1. Inequality isn’t necessarily bad thing. He sounds like he wants to legislate equality where naturally there is none. If some people (i.e. the producers) have a bigger voice than the takers (e.g. welfare recipients) then I don’t see that as a bad thing.

    2. His complaints about economic mobility are incorrect:

    http://en.wikipedia.org/wiki/Economic_mobility#United_States

    And he is cherry-picking the post-Great Depression era vs our current era of massive taxes, regulations and huge numbers of poor immigrants who can’t even speak the native language. So no, an illegal alien from Mexico (and we have millions) won’t be as economically mobile as some poor kid in Chicago post-WW2.

    3. “all the things other countries are already doing to attract good jobs and businesses to their shores.”

    Wrong again. We have one of the highest corporate tax rates in the world, a government encouraging unions (and the inefficiency/expense/heartache that comes with them) and burdensome regulations.

    If he wants to do what other countries are doing to attract jobs then he should do what the successful ones are doing.

    4. “Or do we want to keep in place the tax breaks for the wealthiest Americans in our country”

    Taxing the wealthy at 100% wouldn’t solve our deficit. The problem is massive spending. It causes inflation, crowds out private investment, manipulates the market and creates uncertainty.

    5. “…We shouldn’t be laying off good teachers right now – we should be hiring them…”

    Which is exactly what unions do with the policies they’ve “negotiated” like “first in, last out” which makes hiring/firing decisions based on arbitrary rules rather than merit.

    His utter failure at improving education in Chicago during his tenure as chairman of the CAC, despite throwing millions of dollars at the problem, harms his credibility when he talks about throwing even more money at education.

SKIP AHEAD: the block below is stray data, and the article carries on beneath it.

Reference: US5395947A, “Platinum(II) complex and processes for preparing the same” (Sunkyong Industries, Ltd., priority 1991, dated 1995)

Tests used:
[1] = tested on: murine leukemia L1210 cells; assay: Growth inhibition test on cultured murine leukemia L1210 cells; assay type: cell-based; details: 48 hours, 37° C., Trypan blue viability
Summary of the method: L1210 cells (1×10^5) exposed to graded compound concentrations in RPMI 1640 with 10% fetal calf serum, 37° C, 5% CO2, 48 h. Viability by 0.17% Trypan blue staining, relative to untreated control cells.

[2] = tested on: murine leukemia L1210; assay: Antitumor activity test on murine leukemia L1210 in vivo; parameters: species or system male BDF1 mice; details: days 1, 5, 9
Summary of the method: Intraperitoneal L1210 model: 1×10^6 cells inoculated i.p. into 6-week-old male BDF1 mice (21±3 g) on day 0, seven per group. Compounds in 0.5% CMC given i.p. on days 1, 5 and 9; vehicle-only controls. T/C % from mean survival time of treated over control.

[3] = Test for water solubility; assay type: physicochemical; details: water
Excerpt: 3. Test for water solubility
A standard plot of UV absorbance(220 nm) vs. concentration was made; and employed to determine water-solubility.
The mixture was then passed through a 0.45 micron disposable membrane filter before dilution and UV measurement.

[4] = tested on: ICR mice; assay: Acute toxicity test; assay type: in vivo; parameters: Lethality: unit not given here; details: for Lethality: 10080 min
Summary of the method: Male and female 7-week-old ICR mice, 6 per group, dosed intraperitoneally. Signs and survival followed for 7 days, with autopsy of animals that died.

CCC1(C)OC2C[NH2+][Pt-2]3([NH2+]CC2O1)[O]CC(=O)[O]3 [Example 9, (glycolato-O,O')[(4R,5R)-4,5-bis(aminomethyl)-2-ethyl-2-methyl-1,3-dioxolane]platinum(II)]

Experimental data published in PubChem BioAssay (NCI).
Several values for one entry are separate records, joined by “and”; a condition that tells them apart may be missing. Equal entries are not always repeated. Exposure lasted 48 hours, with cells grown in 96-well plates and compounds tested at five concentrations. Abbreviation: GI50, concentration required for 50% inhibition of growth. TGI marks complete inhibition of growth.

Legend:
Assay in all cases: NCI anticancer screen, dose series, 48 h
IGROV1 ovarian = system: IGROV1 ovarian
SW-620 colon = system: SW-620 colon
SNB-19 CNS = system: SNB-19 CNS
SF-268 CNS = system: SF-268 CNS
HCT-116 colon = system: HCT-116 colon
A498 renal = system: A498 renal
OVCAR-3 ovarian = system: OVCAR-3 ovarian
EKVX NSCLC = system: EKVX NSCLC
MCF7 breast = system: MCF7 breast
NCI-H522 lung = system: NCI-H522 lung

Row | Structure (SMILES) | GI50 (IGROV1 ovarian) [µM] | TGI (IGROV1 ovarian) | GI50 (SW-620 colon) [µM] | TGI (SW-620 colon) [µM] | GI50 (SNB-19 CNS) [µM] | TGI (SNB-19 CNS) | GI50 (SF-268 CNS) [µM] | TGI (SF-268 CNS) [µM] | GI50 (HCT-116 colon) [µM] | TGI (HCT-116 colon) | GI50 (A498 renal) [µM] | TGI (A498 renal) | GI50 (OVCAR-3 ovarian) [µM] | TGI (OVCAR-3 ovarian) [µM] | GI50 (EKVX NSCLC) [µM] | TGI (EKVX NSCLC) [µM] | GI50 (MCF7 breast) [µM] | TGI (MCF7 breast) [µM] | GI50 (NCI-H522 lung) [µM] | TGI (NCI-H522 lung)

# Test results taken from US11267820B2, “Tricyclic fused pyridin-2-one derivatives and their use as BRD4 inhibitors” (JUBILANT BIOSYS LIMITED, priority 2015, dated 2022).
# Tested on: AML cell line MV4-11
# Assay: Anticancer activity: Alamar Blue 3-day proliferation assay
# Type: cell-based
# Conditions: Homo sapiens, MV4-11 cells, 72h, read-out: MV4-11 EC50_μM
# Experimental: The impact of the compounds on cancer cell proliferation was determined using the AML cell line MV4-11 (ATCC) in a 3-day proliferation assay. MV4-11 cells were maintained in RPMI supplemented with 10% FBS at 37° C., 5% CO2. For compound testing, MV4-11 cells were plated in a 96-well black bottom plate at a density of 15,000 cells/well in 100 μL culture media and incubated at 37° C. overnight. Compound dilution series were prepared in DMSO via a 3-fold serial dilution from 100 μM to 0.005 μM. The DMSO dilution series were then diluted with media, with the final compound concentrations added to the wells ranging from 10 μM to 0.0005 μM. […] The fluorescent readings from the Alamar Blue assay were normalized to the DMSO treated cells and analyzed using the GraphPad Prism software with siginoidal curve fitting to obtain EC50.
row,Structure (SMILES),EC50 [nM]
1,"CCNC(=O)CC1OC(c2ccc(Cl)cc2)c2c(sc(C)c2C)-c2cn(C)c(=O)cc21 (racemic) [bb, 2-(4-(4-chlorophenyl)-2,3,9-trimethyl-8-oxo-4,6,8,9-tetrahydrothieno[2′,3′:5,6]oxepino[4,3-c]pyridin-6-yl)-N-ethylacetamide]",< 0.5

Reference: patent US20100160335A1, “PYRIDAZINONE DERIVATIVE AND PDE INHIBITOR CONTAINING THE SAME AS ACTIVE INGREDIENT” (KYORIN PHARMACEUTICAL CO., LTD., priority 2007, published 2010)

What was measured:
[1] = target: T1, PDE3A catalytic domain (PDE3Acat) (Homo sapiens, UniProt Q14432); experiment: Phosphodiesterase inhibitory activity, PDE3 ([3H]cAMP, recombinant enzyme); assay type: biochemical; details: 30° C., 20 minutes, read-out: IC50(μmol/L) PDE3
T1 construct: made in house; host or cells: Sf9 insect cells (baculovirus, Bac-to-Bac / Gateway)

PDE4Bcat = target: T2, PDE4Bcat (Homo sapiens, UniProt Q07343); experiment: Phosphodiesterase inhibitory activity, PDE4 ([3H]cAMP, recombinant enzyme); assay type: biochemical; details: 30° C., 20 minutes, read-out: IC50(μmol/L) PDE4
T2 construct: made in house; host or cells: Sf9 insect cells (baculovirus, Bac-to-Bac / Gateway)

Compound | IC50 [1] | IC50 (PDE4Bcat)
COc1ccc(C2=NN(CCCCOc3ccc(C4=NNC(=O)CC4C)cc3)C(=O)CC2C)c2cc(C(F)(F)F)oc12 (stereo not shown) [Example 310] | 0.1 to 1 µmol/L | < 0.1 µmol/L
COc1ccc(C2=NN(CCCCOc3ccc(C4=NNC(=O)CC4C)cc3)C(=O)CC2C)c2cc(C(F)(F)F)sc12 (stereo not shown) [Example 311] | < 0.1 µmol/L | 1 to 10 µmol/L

He simply doesn’t know how to improve education – so he proposes to throw even more money at it using the same philosophy he already failed at.

    6. “When times get tough, the workers agree to give up some perks and pay, and so do the owners.”

    Translation: The owners give up far more in order to achieve “wealth equality.”

  17. #17 TheGoodLocust
    2011/12/10

    @Kevin

    The Great Depression lasted over a decade. It was extended by the big spending “stimulus” spending of both Hoover (e.g. Hoover dam) and Roosevelt. It ended not from “stimulus” but because we were selling weapons and supplies in the war, the industrialized nations of Europe were ruined and the rise of the Conservative Coalition which slashed spending and “stimulus” programs (which was greatly opposed at the time by people saying cutting spending would cause a new depression).

    Conversely, the Depression of 1920 lasted only a year, despite the very bad economic indicators at the start, because the government reduced regulations, spending and taxes.